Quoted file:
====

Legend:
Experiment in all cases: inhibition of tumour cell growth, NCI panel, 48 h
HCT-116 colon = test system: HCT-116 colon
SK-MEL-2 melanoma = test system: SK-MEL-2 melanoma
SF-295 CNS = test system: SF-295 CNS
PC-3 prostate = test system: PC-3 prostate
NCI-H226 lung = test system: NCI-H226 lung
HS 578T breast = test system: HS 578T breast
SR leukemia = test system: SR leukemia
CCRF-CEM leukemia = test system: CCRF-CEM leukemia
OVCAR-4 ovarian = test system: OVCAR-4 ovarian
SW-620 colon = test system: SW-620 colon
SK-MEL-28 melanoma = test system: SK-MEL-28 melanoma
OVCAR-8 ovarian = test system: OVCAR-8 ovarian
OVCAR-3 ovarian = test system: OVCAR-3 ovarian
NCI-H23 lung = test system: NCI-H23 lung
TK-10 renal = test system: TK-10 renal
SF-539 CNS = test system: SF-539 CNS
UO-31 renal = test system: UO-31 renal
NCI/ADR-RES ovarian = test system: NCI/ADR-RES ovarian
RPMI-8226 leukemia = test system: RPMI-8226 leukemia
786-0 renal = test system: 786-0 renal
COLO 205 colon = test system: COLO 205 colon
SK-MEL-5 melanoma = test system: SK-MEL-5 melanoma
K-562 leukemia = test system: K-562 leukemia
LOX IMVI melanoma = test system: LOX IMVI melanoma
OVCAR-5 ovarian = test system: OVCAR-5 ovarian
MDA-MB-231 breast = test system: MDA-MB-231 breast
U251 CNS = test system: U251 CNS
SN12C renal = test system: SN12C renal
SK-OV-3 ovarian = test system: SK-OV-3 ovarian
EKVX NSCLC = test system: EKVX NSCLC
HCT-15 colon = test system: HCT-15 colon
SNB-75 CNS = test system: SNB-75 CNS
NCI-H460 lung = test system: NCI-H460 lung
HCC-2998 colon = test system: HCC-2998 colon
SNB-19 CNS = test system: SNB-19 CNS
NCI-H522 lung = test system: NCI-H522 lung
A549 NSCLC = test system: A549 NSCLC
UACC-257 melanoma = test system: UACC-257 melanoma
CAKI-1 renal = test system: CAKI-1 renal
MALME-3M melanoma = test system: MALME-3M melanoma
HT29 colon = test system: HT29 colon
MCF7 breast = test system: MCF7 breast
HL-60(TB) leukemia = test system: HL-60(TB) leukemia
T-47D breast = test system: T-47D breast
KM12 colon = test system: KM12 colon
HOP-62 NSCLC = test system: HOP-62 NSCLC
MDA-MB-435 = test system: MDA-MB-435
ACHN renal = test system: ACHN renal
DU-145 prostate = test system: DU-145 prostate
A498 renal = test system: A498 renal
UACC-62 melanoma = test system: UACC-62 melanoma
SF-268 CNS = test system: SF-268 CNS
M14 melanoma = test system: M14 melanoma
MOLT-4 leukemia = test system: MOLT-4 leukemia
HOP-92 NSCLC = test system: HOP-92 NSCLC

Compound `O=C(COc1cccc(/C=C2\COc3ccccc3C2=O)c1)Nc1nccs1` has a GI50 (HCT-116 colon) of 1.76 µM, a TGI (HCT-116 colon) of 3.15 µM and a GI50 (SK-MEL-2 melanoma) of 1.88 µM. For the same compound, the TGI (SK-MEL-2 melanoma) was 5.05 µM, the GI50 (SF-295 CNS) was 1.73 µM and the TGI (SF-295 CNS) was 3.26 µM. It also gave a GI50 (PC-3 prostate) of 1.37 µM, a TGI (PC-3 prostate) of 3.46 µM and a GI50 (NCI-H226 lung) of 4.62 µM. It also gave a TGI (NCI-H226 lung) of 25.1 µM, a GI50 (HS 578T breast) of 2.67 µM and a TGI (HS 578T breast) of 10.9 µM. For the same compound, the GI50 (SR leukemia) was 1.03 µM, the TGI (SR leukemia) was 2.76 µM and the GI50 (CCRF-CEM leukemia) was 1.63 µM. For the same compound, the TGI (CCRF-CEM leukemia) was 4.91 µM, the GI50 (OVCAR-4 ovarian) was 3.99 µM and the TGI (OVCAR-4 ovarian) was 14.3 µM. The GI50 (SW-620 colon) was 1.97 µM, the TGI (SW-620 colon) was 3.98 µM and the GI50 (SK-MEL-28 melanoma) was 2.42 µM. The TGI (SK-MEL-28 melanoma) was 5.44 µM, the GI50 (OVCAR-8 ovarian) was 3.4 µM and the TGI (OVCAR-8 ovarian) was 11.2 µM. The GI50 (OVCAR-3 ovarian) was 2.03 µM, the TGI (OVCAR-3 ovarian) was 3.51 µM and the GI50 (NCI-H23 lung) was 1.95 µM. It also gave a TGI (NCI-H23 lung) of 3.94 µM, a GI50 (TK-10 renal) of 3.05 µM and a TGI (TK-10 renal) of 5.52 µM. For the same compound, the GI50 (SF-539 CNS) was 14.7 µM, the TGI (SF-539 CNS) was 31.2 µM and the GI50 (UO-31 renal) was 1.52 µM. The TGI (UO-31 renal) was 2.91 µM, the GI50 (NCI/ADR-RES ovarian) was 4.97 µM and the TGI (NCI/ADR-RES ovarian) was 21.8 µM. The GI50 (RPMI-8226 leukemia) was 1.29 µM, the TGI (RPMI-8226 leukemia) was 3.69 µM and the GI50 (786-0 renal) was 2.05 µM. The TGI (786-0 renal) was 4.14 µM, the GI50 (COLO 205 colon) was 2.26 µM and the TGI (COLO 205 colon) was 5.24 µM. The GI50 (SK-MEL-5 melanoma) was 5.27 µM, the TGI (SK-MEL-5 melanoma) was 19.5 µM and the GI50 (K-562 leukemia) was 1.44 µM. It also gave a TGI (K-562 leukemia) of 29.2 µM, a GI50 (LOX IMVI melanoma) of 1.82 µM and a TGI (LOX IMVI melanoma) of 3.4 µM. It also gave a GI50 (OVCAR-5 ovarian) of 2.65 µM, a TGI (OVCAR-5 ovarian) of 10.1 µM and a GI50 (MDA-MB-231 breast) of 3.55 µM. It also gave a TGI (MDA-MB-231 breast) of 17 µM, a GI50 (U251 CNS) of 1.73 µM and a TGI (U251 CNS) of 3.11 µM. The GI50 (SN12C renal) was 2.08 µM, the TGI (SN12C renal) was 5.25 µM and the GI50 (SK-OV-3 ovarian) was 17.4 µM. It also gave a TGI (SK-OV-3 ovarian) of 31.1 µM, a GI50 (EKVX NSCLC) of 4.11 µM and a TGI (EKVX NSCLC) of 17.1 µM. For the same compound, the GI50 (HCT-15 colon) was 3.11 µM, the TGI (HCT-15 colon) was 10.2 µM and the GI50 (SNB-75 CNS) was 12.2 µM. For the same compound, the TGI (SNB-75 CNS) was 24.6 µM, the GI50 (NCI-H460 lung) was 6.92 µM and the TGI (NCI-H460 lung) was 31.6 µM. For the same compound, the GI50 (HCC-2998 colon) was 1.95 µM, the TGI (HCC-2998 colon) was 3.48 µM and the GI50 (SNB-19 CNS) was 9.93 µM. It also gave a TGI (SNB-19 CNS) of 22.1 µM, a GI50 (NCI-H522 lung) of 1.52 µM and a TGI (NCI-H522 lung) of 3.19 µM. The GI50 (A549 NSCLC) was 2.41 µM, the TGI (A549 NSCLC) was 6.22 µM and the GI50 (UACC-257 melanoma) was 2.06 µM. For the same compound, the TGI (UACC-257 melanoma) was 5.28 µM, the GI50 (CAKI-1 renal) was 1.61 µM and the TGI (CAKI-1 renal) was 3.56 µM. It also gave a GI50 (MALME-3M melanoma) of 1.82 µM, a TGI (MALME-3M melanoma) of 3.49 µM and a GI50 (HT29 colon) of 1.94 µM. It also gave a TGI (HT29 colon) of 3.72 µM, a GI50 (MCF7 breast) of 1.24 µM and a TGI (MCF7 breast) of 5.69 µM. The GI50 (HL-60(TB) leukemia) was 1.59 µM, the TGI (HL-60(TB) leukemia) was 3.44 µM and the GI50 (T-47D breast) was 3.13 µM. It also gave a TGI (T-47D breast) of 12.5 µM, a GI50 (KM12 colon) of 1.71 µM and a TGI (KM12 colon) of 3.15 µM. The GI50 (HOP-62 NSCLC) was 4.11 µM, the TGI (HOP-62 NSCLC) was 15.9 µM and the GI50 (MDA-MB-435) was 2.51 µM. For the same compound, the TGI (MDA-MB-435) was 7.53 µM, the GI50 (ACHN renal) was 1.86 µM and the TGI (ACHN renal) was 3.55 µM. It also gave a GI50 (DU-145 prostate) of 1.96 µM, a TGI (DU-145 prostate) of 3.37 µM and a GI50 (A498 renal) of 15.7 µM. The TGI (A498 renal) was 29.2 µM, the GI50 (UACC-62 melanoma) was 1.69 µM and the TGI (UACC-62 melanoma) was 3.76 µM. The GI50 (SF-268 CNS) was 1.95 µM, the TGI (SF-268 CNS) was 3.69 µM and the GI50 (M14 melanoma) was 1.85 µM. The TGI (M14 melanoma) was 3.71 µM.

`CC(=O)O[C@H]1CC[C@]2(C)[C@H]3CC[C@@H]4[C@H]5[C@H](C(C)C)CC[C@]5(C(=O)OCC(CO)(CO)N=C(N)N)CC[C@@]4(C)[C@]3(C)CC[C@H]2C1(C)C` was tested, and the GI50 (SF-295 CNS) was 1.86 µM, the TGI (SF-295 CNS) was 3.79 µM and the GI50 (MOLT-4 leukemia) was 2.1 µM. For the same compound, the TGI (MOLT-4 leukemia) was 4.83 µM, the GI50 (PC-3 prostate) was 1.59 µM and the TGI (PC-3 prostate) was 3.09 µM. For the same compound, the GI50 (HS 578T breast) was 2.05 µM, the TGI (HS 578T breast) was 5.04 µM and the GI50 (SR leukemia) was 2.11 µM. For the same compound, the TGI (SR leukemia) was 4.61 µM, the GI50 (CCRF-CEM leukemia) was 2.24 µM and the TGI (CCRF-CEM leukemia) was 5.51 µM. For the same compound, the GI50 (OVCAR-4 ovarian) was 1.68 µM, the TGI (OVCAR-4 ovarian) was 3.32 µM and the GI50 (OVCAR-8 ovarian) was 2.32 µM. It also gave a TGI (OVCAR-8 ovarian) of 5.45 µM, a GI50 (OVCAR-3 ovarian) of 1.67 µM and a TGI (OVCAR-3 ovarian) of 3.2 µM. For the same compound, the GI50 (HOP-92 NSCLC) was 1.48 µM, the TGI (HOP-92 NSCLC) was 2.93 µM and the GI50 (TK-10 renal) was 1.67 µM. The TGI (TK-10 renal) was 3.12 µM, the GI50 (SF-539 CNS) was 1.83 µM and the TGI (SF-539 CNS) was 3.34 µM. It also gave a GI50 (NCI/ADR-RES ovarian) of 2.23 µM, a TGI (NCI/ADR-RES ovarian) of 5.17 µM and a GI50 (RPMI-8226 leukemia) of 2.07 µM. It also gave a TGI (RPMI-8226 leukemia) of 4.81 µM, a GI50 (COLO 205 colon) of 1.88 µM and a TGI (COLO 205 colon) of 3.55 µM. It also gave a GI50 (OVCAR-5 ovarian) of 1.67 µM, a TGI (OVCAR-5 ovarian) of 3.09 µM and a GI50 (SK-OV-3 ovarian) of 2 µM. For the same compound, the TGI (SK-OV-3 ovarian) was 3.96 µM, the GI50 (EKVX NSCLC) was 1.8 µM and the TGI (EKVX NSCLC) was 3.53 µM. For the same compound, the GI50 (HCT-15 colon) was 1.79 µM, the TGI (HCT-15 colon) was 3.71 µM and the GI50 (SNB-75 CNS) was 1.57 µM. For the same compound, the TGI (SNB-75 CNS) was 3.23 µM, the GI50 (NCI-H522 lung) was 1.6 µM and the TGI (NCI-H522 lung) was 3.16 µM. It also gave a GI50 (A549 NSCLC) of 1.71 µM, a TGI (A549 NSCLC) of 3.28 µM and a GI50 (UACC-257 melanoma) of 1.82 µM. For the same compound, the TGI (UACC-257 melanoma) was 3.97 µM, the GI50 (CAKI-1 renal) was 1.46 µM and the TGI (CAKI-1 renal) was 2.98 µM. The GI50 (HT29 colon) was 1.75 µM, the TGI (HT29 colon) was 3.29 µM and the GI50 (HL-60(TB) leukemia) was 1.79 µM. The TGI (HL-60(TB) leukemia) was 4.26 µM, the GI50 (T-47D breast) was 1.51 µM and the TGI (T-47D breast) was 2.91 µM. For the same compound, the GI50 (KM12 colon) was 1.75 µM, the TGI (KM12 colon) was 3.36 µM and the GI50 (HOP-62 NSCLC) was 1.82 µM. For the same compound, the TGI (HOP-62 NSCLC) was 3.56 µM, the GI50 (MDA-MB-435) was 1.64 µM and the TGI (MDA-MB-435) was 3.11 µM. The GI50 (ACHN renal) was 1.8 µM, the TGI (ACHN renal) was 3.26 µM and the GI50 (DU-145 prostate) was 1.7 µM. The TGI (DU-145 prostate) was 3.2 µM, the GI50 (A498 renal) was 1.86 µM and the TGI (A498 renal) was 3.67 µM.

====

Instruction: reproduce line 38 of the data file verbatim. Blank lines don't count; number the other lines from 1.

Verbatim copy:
NCI-H522 lung = test system: NCI-H522 lung